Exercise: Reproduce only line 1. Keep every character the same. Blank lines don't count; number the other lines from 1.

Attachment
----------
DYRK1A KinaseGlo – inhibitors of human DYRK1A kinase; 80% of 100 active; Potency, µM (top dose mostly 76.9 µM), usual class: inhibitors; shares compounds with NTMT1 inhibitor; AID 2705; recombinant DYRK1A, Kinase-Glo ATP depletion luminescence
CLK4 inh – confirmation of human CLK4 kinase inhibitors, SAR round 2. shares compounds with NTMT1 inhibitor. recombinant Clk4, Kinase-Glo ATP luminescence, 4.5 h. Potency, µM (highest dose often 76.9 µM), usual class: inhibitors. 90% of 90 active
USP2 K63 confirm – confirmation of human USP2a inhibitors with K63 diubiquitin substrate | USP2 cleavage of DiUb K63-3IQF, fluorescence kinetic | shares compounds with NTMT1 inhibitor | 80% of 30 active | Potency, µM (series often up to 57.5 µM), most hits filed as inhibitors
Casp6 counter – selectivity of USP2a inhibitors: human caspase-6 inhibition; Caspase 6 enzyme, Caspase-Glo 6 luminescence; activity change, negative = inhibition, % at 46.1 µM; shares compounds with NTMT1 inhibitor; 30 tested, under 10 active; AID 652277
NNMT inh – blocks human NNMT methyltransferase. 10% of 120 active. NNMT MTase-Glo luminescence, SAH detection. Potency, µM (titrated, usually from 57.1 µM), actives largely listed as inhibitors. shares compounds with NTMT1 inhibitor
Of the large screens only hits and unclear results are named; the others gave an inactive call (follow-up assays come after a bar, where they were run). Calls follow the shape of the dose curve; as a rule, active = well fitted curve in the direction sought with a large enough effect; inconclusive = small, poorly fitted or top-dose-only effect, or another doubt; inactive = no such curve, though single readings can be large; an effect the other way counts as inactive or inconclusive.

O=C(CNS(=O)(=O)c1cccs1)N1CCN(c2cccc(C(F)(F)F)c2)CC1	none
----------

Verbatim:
DYRK1A KinaseGlo – inhibitors of human DYRK1A kinase; 80% of 100 active; Potency, µM (top dose mostly 76.9 µM), usual class: inhibitors; shares compounds with NTMT1 inhibitor; AID 2705; recombinant DYRK1A, Kinase-Glo ATP depletion luminescence